Which leaves US companies facing another severe competitive disadvantage, which shifts even more production to countries which use energy less efficiently, which overall, raises global carbon emissions. It also makes the US poorer, living less money left over for adaptation.
But if I look around, the picture becomes even more disturbing. It is natural for people to be somewhat upset about the swine flu. Very few of the public can have much perspective on the numbers, and we've all been warned about the dangers of a flu pandemic. Yet DU's flu performance, although most confounding and disturbing, looks remarkably sane compared to this NY Times editorial by Gregory Mankiw recommending achieving negative nominal interest rates (and real interest rates are already negative). He advances a remarkably bizarre suggestion to announce that the US will basically confiscate 1/10th of everyone's cash next year in order to overcome the reality that people will not lend money for negative interest rates.
I cannot write lucidly about this piece of epic insanity. I would need a whole lot of sedatives before I could attempt it. Or possibly an awful lot of really, really good sex.
Fortunately (since the Chief is away right now), I do not have to try to write lucidly about Mankiw's psychotic break with economic reality. Other people have noticed. Start with Robert Murphy's discussion of this editorial, and the disturbing academic mindset behind it:
Mankiw's article beautifully illustrates what is wrong with today's economics profession: it consists of very sharp guys (and gals) who can develop interesting models that spit out policy recommendations that would destroy the economy.Indeed. That's an understatement.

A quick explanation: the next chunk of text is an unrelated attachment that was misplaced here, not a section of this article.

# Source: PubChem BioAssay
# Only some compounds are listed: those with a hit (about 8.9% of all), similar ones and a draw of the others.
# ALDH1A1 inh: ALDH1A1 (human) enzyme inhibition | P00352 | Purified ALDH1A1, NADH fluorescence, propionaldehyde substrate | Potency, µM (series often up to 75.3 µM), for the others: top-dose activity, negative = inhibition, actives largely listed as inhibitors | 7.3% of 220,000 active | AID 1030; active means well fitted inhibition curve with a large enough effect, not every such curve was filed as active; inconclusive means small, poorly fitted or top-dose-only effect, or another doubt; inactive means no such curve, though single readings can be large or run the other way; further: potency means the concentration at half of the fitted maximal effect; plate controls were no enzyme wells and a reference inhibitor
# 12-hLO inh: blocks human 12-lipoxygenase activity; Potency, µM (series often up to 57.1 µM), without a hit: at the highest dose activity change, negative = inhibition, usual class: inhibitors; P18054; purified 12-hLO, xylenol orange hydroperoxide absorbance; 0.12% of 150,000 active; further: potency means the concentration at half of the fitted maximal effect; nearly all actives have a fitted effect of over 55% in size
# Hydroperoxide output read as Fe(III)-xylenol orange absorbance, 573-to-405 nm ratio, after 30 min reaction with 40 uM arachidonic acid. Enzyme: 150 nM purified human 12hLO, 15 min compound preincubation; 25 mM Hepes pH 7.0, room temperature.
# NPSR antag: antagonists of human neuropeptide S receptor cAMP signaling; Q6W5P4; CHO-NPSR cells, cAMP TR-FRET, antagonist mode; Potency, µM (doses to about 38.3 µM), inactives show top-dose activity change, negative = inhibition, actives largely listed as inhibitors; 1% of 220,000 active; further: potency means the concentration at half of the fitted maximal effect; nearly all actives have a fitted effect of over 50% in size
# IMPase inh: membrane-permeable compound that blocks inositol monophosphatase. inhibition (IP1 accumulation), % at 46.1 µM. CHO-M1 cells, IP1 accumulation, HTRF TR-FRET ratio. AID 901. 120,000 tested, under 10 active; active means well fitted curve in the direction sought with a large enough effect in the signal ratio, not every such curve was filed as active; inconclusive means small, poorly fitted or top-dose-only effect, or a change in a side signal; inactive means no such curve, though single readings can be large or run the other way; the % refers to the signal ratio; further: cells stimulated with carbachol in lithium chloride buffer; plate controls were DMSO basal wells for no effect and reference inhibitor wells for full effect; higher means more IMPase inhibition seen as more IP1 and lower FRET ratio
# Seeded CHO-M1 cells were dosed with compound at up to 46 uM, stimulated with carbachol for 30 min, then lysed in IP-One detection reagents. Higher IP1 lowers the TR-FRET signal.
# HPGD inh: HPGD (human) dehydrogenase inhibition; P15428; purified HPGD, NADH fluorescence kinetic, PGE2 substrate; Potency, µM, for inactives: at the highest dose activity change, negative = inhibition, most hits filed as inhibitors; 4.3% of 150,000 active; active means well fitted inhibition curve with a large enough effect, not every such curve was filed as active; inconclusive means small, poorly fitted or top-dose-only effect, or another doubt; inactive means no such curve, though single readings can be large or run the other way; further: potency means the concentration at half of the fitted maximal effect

The problem is that we have theory without practice, and instead of responding to reality's corrections of our theoretical errors, we just keep coming up with wilder theories. That is what induced me to begin an extended meditation upon the Calvin & Hobbes cartoons. One thing about Calvin - he does not give up easily, and he always seems surprised by the predictable results.
Another few years of this, and the American people will be in the mood to kill all the environmentalists and the professors. Or at least fire the professors. I question whether having professors of economics is worthwhile any more.
Another site that I recently found through WattsUpWithThat is Cheefio who has an excellent post on energy resources at http://chiefio.wordpress.com/2009/03/20/there-is-no-energy-shortage/
I'm not sure, in these days of relativism, what I would do without the large number of good and informative sites from which to bypass the foolishness of the media and the government to gather real information.